The Eagle Tribune reports a pig farmer in Massachusetts is fighting a recent decision to disallow his proposed piggery. Law protecting the right to farm vary across the country. Here in Minnesota, there have been many attempts to protect animal farmers from nuisance claims, including the Right to Farm Law in Statute 561.19. In many cases, though, these laws protect existing operations from new neighbors disturbed by oderrific conditions, not new operations.
South Dakota is considering cutting taxes on wind farm development, in order to better compete with neighboring states. Minnesota is home to many wind farms, and many landowners, farmers, and retired farmers appreciate the opportunity to earn a little extra money each year from their windmills. These contracts are often long-term, run with the land (that means your heirs will be bound by the terms of the contract), and heavily weighted toward protecting the developer and not the farmer. A gentle reminder: if you are considering signing a windmill contract, bring the easement and other documentation to your attorney to be sure you understand exactly what you’re signing. Too many times, clients have brought in already signed and recorded windmill easements and were disappointed to discover the terms were not very favorable to their wishes.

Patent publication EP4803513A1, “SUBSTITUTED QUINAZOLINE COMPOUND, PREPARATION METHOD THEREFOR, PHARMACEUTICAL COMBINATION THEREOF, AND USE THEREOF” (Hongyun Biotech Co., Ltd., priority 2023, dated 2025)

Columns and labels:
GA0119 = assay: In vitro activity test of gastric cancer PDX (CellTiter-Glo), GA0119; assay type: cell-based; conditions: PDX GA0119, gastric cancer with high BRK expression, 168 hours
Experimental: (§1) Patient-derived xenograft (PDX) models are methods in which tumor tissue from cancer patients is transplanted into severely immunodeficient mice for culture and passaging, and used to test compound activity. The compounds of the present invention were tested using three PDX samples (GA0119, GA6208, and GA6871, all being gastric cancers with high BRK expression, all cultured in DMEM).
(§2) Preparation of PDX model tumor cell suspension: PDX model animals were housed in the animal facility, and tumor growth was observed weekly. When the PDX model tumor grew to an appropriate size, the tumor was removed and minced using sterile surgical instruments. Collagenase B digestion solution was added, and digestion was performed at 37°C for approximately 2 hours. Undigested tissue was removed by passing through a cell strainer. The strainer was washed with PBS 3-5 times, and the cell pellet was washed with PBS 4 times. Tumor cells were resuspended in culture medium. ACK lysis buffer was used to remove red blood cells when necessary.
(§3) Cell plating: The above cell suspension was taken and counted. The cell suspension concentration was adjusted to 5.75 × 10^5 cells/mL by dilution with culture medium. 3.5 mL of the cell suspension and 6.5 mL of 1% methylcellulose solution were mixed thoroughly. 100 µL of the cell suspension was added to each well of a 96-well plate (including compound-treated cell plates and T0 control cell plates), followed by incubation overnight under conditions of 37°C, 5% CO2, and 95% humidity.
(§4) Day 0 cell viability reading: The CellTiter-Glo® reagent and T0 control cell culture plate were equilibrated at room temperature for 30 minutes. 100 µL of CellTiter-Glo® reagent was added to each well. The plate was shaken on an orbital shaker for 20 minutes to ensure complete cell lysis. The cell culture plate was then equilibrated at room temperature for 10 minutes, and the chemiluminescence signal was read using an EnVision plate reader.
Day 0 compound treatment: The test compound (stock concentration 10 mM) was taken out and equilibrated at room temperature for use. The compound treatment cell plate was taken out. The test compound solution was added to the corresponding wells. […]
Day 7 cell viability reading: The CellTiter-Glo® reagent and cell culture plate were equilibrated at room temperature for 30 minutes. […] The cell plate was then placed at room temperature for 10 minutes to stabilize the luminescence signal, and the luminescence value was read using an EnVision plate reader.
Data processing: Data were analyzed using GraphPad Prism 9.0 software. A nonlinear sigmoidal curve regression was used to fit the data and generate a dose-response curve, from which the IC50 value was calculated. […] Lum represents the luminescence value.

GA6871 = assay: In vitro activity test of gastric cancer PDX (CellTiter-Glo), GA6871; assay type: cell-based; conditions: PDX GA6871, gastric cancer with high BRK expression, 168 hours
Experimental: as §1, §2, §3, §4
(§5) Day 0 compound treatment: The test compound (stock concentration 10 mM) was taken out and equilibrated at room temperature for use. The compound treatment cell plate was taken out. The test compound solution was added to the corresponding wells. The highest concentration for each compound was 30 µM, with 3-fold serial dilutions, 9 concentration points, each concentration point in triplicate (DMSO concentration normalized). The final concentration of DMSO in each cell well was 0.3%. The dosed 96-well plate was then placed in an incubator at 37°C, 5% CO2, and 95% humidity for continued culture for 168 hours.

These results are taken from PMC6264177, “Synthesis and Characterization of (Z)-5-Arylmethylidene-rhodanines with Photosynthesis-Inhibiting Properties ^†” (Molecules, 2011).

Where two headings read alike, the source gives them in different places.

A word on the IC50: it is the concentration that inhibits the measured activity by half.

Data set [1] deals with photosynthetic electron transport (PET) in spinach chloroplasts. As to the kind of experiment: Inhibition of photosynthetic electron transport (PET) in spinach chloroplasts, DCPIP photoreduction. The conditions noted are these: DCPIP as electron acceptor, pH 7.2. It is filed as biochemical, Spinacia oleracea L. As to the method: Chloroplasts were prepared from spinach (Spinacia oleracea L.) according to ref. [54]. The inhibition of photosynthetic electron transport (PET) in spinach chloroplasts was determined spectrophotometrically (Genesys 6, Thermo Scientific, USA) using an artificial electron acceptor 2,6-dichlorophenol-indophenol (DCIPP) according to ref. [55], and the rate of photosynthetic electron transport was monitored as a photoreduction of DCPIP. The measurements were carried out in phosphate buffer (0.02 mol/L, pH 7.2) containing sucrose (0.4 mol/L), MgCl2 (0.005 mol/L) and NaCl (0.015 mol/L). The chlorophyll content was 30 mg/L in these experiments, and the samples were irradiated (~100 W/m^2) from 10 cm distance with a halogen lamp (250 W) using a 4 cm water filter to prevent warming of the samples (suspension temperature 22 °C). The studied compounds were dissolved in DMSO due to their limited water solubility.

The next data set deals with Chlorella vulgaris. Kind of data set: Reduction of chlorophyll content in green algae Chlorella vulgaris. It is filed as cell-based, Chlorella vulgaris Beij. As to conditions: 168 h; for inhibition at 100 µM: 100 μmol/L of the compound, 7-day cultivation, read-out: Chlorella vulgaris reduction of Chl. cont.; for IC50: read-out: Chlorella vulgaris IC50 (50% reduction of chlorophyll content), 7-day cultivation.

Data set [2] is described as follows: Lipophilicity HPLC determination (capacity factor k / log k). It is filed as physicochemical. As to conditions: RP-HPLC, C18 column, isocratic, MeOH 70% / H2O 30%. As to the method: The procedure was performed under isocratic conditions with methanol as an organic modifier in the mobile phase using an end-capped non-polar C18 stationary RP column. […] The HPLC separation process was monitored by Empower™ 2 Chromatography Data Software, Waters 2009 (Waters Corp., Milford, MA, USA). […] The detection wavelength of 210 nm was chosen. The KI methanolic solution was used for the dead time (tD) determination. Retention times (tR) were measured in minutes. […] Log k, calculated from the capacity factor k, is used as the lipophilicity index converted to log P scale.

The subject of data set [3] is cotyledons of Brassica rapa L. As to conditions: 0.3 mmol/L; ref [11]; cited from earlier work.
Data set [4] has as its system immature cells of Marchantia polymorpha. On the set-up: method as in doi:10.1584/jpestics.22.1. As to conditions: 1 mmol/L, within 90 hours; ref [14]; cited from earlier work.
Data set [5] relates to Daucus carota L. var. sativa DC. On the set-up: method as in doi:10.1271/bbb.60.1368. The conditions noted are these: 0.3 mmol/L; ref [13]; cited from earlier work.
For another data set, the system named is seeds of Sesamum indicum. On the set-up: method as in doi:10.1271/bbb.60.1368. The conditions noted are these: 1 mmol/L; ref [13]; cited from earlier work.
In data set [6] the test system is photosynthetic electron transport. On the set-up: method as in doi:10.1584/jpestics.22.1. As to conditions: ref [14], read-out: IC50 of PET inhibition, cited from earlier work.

Here is a sampling of Minnesota agriculture in the news:
Drier Weather Allows Farmers to Catch Up on Planting. http://www.postbulletin.com/news/stories/display.php?id=1457616
Local Author Writes to Preserve memories of Farm Life. http://www.agrinews.com/local/author/writes/to/preserve/memories/of/farm/life/story-3644.html
Pesticide Residue Taint 98 Percent of Apples. http://www.foxnews.com/health/2011/06/13/pesticide-residues-found-in-8-percent-us-apples/
I had the opportunity to attend the annual Probate and Trust Institute in St. Paul, Minnesota, yesterday. It was well done, and I’m always grateful for the chance to speak with other wills, estate planning and probate attorneys. I attended sessions on the state of federal and Minnesota estate tax, generation skipping tax, planning for social security, IRS Form 706 for estate tax returns, and dealing with creditor claims in insolvent estates.